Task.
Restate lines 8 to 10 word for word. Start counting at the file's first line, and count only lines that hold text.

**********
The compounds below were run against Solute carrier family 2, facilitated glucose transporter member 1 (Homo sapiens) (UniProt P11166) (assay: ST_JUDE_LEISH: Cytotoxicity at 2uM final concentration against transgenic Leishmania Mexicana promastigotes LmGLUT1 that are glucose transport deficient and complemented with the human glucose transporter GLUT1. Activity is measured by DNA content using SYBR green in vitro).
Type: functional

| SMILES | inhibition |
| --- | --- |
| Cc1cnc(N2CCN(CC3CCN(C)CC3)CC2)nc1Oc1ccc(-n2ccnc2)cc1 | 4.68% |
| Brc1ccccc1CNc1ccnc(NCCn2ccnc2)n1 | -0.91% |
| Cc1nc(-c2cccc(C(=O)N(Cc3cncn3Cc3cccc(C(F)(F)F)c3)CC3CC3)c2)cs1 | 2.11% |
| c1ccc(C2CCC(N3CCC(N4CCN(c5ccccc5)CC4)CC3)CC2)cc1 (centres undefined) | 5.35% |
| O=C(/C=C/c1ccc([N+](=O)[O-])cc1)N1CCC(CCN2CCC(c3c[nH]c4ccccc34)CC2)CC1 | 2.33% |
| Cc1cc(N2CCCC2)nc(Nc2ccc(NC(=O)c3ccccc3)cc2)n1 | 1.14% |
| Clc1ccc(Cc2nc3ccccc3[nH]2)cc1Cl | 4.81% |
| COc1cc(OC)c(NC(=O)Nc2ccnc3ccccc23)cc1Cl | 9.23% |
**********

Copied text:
| c1ccc(C2CCC(N3CCC(N4CCN(c5ccccc5)CC4)CC3)CC2)cc1 (centres undefined) | 5.35% |
| O=C(/C=C/c1ccc([N+](=O)[O-])cc1)N1CCC(CCN2CCC(c3c[nH]c4ccccc34)CC2)CC1 | 2.33% |
| Cc1cc(N2CCCC2)nc(Nc2ccc(NC(=O)c3ccccc3)cc2)n1 | 1.14% |